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Blog /Intracervical Insemination (ICI) & Intravaginal Insemination (IVI) Explained: What to Know?

Intracervical Insemination (ICI) & Intravaginal Insemination (IVI) Explained: What to Know?

It’s such an exciting time in your life when you first decide you’re ready to start a family. Maybe you’re ready to solo-parent, or maybe you and your partner look at each other one day and say, “Yes, let’s do this!”. You might expect to see a positive pregnancy test when your next period is due. Because you tried…a lot. Then, month after month, your heart starts to hurt, and you get a little depressed because it’s not happening, and you have no idea why. You are not alone. The fact is, most people really don’t understand how their reproductive system works, until they start trying to figure out why it’s not working. 

Today we're sharing all about the “Turkey Baster Method”, also known as Intracervical Insemination (ICI) or Intravaginal Insemination (IVI). 

ICI and IVI are some of the oldest and most common insemination procedures available. It’s a great option for many people who want to keep insemination at home. 

What is intracervical insemination? What is intravaginal insemination?

Intracervical Insemination (IVI) is the process of transferring semen or ejaculate directly into the female reproductive tract, right at or near the cervical opening – which is basically the door to the uterus. Some may refer to ICI interchangeably as IVI, intravaginal insemination. IVI and ICI are often the same process. For the purpose of this article we will use the term ICI. 

How do you get the semen to the cervix with IVI? You can do this either at home or at a doctor’s office. At home, you can use a specially designed syringe, like Mosie Baby (the first FDA Cleared at-home IVI Kit), to transfer the sperm. At the doctor’s office, often a catheter (thin, flexible tube) with a syringe attached to the end of it, is used to deposit sperm to the cervix.

How does ICI work?

Timing is key when doing Intracervical Insemination (ICI). It starts with understanding your ovulation cycle.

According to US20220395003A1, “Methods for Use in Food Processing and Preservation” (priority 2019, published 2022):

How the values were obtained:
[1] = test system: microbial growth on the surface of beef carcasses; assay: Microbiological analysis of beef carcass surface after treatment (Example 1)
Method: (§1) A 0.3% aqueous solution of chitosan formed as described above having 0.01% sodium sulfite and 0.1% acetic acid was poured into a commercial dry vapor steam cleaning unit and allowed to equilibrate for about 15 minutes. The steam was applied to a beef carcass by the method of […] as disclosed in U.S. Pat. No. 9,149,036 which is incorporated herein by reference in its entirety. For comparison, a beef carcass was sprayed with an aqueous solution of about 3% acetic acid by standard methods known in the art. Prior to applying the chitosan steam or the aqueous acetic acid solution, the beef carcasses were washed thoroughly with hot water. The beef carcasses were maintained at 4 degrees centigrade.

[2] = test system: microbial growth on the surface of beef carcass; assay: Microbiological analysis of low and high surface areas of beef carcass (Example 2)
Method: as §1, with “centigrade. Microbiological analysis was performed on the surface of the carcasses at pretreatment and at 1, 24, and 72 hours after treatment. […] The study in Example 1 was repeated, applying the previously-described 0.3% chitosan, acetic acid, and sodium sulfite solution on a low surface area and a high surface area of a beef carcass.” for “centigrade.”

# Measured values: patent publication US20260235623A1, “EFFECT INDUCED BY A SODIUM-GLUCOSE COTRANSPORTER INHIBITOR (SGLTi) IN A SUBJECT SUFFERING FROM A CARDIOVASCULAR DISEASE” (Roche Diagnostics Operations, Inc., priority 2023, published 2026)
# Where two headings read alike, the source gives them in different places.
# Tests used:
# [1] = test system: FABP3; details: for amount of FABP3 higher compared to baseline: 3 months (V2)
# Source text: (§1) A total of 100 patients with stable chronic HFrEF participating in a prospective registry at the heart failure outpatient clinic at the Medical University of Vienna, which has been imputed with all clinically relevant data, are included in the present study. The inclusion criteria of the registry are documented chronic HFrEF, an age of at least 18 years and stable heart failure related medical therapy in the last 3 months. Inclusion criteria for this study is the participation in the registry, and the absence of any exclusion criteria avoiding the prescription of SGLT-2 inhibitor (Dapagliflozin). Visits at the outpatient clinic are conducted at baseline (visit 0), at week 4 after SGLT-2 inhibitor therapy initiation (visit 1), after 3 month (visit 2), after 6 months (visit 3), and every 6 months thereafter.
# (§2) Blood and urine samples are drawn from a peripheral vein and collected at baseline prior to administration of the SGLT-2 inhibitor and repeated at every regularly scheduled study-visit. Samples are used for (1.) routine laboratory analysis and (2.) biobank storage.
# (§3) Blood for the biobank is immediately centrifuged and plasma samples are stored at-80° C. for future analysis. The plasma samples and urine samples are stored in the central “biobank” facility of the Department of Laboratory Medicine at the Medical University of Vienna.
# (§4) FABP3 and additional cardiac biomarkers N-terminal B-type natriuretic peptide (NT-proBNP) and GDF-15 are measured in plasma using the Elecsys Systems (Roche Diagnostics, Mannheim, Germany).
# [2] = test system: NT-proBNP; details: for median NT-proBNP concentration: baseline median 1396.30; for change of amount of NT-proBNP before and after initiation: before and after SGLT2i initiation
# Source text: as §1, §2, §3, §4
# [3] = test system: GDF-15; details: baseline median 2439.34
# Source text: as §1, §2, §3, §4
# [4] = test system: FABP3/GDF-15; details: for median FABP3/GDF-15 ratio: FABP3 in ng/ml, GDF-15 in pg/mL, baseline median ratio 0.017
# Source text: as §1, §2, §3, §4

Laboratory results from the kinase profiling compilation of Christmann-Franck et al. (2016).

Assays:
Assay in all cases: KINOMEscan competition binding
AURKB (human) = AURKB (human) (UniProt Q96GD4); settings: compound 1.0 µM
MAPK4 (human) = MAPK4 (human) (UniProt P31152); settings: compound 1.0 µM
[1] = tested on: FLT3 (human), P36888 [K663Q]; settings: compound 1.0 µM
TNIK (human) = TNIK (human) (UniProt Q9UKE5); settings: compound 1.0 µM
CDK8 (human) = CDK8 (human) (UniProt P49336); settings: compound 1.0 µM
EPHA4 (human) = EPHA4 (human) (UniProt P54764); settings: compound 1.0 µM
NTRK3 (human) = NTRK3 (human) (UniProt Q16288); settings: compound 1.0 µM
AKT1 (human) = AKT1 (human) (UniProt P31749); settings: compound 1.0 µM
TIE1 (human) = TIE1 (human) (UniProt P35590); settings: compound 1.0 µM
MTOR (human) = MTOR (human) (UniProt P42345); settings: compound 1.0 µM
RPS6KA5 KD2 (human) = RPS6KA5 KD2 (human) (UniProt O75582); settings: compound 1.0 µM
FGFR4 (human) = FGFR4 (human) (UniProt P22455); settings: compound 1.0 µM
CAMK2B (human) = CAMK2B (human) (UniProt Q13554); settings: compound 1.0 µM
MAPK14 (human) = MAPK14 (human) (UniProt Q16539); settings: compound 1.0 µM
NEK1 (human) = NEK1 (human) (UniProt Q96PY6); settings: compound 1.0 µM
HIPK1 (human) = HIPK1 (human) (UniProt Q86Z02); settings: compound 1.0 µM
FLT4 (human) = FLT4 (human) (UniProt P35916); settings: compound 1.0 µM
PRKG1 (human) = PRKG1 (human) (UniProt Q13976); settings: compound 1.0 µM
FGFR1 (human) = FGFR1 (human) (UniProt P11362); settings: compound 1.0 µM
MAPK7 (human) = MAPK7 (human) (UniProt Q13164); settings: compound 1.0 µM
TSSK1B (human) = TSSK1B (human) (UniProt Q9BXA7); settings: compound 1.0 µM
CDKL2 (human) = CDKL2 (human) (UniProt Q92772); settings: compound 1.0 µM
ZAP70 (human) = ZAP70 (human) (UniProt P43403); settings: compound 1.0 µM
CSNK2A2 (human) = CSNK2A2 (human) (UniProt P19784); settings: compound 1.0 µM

Typically, ovulation happens once a month, when a mature egg is released from one of the ovaries. Many people think that the egg gets fertilized in the uterus or the ovaries, which isn’t typically the case. Fertilization usually happens in the Fallopian tubes, which connect the ovaries to the uterus.

Diagram of Female Reproductive Anatomy

Sperm can survive inside a biologically female reproductive tract for 48 to 72 hours. Outside of the body, sperm can only survive up to an hour.  (Please note that defrosted donor sperm may have a shorter life span and when using frozen sperm you’ll want to ask your sperm bank about their potency lifespan once transferred to your body.

So, you’ll want to have the little swimmers start their journey upstream to the Fallopian tubes before ovulation occurs. That way the sperm will be ready and waiting to fertilize the egg. 

With ICI, you can give sperm a little jump start, by using a syringe, to deliver sperm close to the cervix. From there the sperm travels up to the uterus, and into the Fallopian tubes. After depositing the sperm at the cervix, you should remain lying down, preferably with a pillow under your hips, for 15 to 30 minutes, so gravity can help the sperm on their journey.

If fertilized, the egg, now called a zygote, starts to divide into multiple cells through a process called mitosis, and then makes its way to the uterus - a journey that takes about 3 or 4 days after fertilization.  Once the fertilized egg gets to the uterus, it will hopefully implant and begin to develop into anembryo.

If the egg isn’t fertilized, or doesn’t attach and develop inside the uterus, your period will start about two weeks later, shedding the uterus lining in preparation for a new cycle, and another chance to try again.